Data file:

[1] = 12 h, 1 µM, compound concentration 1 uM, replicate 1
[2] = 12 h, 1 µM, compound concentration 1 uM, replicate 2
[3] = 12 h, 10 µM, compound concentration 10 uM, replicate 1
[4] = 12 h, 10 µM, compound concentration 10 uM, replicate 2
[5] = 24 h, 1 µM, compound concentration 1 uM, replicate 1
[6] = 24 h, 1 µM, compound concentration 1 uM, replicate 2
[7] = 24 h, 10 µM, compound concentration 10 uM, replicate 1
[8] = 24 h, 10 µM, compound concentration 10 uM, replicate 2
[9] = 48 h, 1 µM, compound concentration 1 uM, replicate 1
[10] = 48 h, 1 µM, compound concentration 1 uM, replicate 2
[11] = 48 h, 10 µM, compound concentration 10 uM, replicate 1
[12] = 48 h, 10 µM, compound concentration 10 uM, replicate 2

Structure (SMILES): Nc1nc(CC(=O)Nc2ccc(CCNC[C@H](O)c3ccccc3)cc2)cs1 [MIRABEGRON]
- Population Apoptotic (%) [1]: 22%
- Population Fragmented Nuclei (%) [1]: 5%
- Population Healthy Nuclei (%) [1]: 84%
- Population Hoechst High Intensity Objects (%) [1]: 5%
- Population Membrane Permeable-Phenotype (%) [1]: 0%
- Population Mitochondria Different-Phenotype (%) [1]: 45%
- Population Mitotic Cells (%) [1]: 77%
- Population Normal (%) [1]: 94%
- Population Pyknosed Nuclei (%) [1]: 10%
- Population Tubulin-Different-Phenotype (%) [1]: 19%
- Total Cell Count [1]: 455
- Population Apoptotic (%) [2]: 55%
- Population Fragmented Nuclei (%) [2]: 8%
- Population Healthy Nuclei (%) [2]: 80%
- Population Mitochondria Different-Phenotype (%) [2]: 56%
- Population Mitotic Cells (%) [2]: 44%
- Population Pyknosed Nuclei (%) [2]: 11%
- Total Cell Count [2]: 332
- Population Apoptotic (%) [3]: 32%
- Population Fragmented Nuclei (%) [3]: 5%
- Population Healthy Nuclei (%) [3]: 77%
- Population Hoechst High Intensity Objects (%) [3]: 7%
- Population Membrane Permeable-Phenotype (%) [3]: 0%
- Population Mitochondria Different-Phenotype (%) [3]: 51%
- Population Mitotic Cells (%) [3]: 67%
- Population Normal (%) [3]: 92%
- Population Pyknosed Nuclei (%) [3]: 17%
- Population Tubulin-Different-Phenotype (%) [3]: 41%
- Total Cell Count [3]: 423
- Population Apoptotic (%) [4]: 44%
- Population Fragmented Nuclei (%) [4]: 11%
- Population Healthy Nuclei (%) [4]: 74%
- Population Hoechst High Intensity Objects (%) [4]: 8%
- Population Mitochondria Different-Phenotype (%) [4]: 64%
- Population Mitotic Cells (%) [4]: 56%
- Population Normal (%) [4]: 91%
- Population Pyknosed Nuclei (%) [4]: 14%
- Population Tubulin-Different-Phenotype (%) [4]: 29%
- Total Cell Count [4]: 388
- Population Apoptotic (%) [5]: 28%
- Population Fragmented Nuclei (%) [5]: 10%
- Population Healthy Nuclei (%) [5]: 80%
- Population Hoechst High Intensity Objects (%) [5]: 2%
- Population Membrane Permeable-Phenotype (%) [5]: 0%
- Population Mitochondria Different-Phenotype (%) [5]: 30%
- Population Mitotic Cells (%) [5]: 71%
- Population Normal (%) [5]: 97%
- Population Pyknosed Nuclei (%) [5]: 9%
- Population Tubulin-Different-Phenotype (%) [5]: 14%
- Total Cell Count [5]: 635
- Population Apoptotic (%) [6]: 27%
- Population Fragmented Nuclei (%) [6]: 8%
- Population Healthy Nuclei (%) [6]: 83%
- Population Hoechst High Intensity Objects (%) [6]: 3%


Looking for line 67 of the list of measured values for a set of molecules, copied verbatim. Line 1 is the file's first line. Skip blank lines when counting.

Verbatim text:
- Population Hoechst High Intensity Objects (%) [6]: 3%